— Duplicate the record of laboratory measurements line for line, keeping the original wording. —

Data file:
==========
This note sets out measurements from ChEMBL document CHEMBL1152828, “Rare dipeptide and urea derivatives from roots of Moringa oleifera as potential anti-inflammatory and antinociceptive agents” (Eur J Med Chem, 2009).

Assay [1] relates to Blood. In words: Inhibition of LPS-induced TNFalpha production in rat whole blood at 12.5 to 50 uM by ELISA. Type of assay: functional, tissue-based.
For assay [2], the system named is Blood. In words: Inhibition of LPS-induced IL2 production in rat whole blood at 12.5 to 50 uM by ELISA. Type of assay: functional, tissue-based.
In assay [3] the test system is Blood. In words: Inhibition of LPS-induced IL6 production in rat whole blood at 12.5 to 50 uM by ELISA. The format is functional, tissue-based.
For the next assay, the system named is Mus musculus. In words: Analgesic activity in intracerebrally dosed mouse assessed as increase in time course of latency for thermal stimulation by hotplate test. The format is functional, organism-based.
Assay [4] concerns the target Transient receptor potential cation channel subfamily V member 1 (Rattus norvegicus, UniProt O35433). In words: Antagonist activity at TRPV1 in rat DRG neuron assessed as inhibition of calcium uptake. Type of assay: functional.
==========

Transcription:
This note sets out measurements from ChEMBL document CHEMBL1152828, “Rare dipeptide and urea derivatives from roots of Moringa oleifera as potential anti-inflammatory and antinociceptive agents” (Eur J Med Chem, 2009).

Assay [1] relates to Blood. In words: Inhibition of LPS-induced TNFalpha production in rat whole blood at 12.5 to 50 uM by ELISA. Type of assay: functional, tissue-based.
For assay [2], the system named is Blood. In words: Inhibition of LPS-induced IL2 production in rat whole blood at 12.5 to 50 uM by ELISA. Type of assay: functional, tissue-based.
In assay [3] the test system is Blood. In words: Inhibition of LPS-induced IL6 production in rat whole blood at 12.5 to 50 uM by ELISA. The format is functional, tissue-based.
For the next assay, the system named is Mus musculus. In words: Analgesic activity in intracerebrally dosed mouse assessed as increase in time course of latency for thermal stimulation by hotplate test. The format is functional, organism-based.
Assay [4] concerns the target Transient receptor potential cation channel subfamily V member 1 (Rattus norvegicus, UniProt O35433). In words: Antagonist activity at TRPV1 in rat DRG neuron assessed as inhibition of calcium uptake. Type of assay: functional.